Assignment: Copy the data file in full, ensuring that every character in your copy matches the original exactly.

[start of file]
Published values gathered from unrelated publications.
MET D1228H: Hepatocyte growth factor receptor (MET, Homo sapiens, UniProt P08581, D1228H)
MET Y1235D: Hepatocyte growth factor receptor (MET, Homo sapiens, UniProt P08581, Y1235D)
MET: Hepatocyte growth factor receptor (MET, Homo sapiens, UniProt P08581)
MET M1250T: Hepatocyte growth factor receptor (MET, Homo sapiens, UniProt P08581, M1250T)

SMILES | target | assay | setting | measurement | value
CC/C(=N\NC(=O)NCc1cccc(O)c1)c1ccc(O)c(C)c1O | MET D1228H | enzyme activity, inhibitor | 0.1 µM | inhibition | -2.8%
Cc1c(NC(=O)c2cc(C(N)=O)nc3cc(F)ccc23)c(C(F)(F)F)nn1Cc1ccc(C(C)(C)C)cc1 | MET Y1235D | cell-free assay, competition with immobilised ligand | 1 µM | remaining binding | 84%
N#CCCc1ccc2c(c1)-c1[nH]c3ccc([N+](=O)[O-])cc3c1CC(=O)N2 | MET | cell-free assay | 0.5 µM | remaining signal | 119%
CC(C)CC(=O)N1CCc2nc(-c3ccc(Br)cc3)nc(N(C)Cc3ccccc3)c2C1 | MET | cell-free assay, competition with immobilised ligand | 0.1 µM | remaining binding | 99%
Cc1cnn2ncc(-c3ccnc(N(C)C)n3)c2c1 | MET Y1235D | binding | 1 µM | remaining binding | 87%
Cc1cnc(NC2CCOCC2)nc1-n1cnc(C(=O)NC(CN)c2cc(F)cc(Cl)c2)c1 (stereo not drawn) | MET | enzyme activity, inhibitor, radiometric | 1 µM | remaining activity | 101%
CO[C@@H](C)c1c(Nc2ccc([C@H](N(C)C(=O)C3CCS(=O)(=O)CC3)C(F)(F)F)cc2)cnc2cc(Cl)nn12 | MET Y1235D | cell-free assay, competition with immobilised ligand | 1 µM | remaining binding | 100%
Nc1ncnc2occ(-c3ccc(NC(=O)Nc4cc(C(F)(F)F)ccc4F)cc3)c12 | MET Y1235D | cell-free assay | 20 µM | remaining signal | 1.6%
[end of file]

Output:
Published values gathered from unrelated publications.
MET D1228H: Hepatocyte growth factor receptor (MET, Homo sapiens, UniProt P08581, D1228H)
MET Y1235D: Hepatocyte growth factor receptor (MET, Homo sapiens, UniProt P08581, Y1235D)
MET: Hepatocyte growth factor receptor (MET, Homo sapiens, UniProt P08581)
MET M1250T: Hepatocyte growth factor receptor (MET, Homo sapiens, UniProt P08581, M1250T)

SMILES | target | assay | setting | measurement | value
CC/C(=N\NC(=O)NCc1cccc(O)c1)c1ccc(O)c(C)c1O | MET D1228H | enzyme activity, inhibitor | 0.1 µM | inhibition | -2.8%
Cc1c(NC(=O)c2cc(C(N)=O)nc3cc(F)ccc23)c(C(F)(F)F)nn1Cc1ccc(C(C)(C)C)cc1 | MET Y1235D | cell-free assay, competition with immobilised ligand | 1 µM | remaining binding | 84%
N#CCCc1ccc2c(c1)-c1[nH]c3ccc([N+](=O)[O-])cc3c1CC(=O)N2 | MET | cell-free assay | 0.5 µM | remaining signal | 119%
CC(C)CC(=O)N1CCc2nc(-c3ccc(Br)cc3)nc(N(C)Cc3ccccc3)c2C1 | MET | cell-free assay, competition with immobilised ligand | 0.1 µM | remaining binding | 99%
Cc1cnn2ncc(-c3ccnc(N(C)C)n3)c2c1 | MET Y1235D | binding | 1 µM | remaining binding | 87%
Cc1cnc(NC2CCOCC2)nc1-n1cnc(C(=O)NC(CN)c2cc(F)cc(Cl)c2)c1 (stereo not drawn) | MET | enzyme activity, inhibitor, radiometric | 1 µM | remaining activity | 101%
CO[C@@H](C)c1c(Nc2ccc([C@H](N(C)C(=O)C3CCS(=O)(=O)CC3)C(F)(F)F)cc2)cnc2cc(Cl)nn12 | MET Y1235D | cell-free assay, competition with immobilised ligand | 1 µM | remaining binding | 100%
Nc1ncnc2occ(-c3ccc(NC(=O)Nc4cc(C(F)(F)F)ccc4F)cc3)c12 | MET Y1235D | cell-free assay | 20 µM | remaining signal | 1.6%